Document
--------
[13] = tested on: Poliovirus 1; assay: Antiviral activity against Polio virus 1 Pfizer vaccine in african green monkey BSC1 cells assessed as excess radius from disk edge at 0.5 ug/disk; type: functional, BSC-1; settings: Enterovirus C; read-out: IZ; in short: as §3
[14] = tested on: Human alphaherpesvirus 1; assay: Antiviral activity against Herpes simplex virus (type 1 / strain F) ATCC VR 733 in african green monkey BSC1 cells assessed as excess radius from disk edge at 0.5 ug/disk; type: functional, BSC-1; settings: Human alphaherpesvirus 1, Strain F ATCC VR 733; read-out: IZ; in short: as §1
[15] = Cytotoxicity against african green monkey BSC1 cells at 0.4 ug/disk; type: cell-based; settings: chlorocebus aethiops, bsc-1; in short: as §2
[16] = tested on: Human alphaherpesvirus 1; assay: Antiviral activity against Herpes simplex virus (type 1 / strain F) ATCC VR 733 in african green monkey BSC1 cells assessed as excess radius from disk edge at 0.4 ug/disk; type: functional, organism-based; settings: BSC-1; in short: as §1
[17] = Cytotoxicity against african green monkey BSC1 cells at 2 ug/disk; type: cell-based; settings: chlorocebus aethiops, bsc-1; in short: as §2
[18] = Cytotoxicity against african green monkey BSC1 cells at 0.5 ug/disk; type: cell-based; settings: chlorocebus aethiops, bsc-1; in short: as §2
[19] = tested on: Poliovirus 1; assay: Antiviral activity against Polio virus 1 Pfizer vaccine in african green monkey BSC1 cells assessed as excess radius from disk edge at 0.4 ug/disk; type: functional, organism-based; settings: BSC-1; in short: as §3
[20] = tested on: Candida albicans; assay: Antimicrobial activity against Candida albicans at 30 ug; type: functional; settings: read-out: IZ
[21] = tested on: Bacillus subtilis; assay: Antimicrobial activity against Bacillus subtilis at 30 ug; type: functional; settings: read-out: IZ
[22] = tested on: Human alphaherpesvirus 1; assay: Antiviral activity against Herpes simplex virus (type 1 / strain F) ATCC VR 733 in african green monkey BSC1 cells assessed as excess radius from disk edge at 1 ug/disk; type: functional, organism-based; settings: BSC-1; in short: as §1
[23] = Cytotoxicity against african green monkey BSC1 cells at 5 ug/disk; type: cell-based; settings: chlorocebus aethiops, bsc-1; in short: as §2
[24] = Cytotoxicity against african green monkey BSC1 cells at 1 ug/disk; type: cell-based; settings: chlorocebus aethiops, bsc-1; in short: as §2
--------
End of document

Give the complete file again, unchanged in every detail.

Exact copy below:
[13] = tested on: Poliovirus 1; assay: Antiviral activity against Polio virus 1 Pfizer vaccine in african green monkey BSC1 cells assessed as excess radius from disk edge at 0.5 ug/disk; type: functional, BSC-1; settings: Enterovirus C; read-out: IZ; in short: as §3
[14] = tested on: Human alphaherpesvirus 1; assay: Antiviral activity against Herpes simplex virus (type 1 / strain F) ATCC VR 733 in african green monkey BSC1 cells assessed as excess radius from disk edge at 0.5 ug/disk; type: functional, BSC-1; settings: Human alphaherpesvirus 1, Strain F ATCC VR 733; read-out: IZ; in short: as §1
[15] = Cytotoxicity against african green monkey BSC1 cells at 0.4 ug/disk; type: cell-based; settings: chlorocebus aethiops, bsc-1; in short: as §2
[16] = tested on: Human alphaherpesvirus 1; assay: Antiviral activity against Herpes simplex virus (type 1 / strain F) ATCC VR 733 in african green monkey BSC1 cells assessed as excess radius from disk edge at 0.4 ug/disk; type: functional, organism-based; settings: BSC-1; in short: as §1
[17] = Cytotoxicity against african green monkey BSC1 cells at 2 ug/disk; type: cell-based; settings: chlorocebus aethiops, bsc-1; in short: as §2
[18] = Cytotoxicity against african green monkey BSC1 cells at 0.5 ug/disk; type: cell-based; settings: chlorocebus aethiops, bsc-1; in short: as §2
[19] = tested on: Poliovirus 1; assay: Antiviral activity against Polio virus 1 Pfizer vaccine in african green monkey BSC1 cells assessed as excess radius from disk edge at 0.4 ug/disk; type: functional, organism-based; settings: BSC-1; in short: as §3
[20] = tested on: Candida albicans; assay: Antimicrobial activity against Candida albicans at 30 ug; type: functional; settings: read-out: IZ
[21] = tested on: Bacillus subtilis; assay: Antimicrobial activity against Bacillus subtilis at 30 ug; type: functional; settings: read-out: IZ
[22] = tested on: Human alphaherpesvirus 1; assay: Antiviral activity against Herpes simplex virus (type 1 / strain F) ATCC VR 733 in african green monkey BSC1 cells assessed as excess radius from disk edge at 1 ug/disk; type: functional, organism-based; settings: BSC-1; in short: as §1
[23] = Cytotoxicity against african green monkey BSC1 cells at 5 ug/disk; type: cell-based; settings: chlorocebus aethiops, bsc-1; in short: as §2
[24] = Cytotoxicity against african green monkey BSC1 cells at 1 ug/disk; type: cell-based; settings: chlorocebus aethiops, bsc-1; in short: as §2